And while I’m at it I should add ‘humanitarian my ass!’ Eight months after it all ended I guess even Ray Charles can see why. Three days into the campaign a Sky News reporter said that just a trickle of refugees is coming trough at that time, but that more is expected later that week. If the great Albanian exodus was the reason for the bombing, then why is it only four days after the bombing began that it actually started? You could say that the cleansing would begin anyway, NATO or no NATO, but can you deny that the campaign was a very big, if not the biggest factor in when the cleansing would start?

I’m using the word ‘cleaning’ because that’s what it was. Milosevic wanted to get rid of the Albanians while there were no international verifiers in Kosovo. But whose fault was it that those verifiers left the are under the pretence of safety precautions? Could it possibly be… NATO? If little Timmy (i.e. Sloba, not Serbia) has an affinity for performing vivisection on his pets you don’t fire the nanny for fear of Timmy vivisecting her – she’s the only barrier between him and Fido. And why do you then agonize over the pet’s fait when you’re almost as responsible as Timmy is for it getting killed. Of course the little brat should be institutionalized, but why whip him for 78 consecutive days while keeping him locked up in a dark moldy basement when the only thing that’s going to do is deepen his psychosis?

I hope you don’t misunderstand that last paragraph. I don’t think Albanians are dogs, far from it. At least they’re smarter than the Serbs and the west. Heck, they were the only ones who actually gained something from the war with almost no material losses, so if they were the dogs, it would make us, you and me both, well, the intellectual, dogie poo… Not that some of us aren’t.

At least that’s what my brain felt like through most of the war days. Wake up at 11am, translate the Brits’ press conference to the family, log on to yahoo chat and spread a few patriotic words to the ignorant people of Bahrain (I’m not joking). Then translate Shea’s great words to his admirers (again, I’m not joking, he had a fan club of sorts here), reply to some email messages, watch a few TV reports on the bombsite-of-the-day, spread some more patriotism to the third world nations, repeat until 4am with some interruptions from those noisy F-15s and tomahawks and their even noisier cargo, then go to bed. 78 days of terror? It was more like 78 days of bullshit to me.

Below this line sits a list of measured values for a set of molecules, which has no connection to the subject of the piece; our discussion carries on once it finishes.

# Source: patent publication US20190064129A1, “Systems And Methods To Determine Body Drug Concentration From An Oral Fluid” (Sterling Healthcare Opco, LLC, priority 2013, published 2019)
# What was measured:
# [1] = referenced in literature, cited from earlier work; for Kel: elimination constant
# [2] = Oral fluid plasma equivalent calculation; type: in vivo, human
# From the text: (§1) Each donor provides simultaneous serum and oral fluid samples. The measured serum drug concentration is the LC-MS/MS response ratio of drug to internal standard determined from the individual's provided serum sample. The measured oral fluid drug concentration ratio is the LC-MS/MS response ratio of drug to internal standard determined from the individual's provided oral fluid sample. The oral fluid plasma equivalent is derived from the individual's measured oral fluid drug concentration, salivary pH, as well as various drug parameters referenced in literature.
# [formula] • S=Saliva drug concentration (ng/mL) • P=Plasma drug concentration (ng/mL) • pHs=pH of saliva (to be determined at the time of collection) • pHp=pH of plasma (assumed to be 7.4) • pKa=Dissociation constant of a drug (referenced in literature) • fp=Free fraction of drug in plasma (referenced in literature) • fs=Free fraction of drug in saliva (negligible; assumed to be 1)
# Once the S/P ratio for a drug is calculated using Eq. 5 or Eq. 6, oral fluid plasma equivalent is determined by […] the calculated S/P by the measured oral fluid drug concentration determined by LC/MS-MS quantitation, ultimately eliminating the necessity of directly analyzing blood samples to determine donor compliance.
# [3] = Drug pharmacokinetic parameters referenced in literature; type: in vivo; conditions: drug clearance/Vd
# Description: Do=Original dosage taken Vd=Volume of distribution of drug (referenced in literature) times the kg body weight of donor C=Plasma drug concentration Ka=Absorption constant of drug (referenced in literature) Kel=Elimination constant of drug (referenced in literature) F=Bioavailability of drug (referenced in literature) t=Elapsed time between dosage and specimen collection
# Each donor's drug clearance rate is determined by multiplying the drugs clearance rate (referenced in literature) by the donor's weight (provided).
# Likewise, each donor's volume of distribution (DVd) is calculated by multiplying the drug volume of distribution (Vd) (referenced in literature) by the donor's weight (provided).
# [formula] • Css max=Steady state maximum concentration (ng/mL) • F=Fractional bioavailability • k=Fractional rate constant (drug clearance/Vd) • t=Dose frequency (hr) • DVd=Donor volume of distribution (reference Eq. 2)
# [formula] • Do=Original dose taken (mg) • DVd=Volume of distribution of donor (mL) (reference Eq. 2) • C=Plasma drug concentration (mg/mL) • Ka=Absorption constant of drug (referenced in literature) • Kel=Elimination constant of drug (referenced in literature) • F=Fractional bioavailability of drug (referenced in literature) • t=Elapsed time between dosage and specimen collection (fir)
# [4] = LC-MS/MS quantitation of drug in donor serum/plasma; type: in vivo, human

But I shouldn’t really complain. The Internet was free, and so was almost everything else, phone, gas, electricity – everything. Not that there was much of either after NATO started hitting the power plants anyway. It was all reading after that, from back issues of National Geographic to the good old domestic literature. By the time I read every book in my library, and it’s by no means a small library, Sloba decided he had enough. And even though the Yugoslav officials held everyone under suspense until the very last moments under that tent in Macedonia, everybody here knew we had lost well before it was officially announced. A Montenegrin newspaper summed it up the best with it’s gigantic front page headline following the talks between Sloba and Viktor Chernomyrdin – ‘Capitulation’. Strong words? Perhaps, but we all got used to them in the past ten years – it wasn’t the first and very passing day it seems more likely that it won’t be our last.

Finally, I’d like to dedicate this particular article to all the people who made this gruesome ordeal be a much more pleasant experience. They are, in the order in which they pop into my mind and with a lot of spelling errors: John Simpson of the BBC and Tim Marshall from Sky, Francis Tusa, Paul Beaver and Duncan Boullivant – Sky’s commentators, Nick Gowing – one of the few BBC anchors with a personality, Simon McCoy, Key Burleigh, Jeremy Thompson, Viviane Creeger, Bob Friend, Anna Botting, Frank Partridge, Sheila Jansen, and many others from Sky, Mark Laity – the king of bias, Keith Graves – a close second at first, becoming very objective all of a sudden, Jaime Shea, George Robertson, Claire Short, Kenneth Bacon and all the others who had their five minutes of squirming in front of the cameras trying to explain one cock up after another…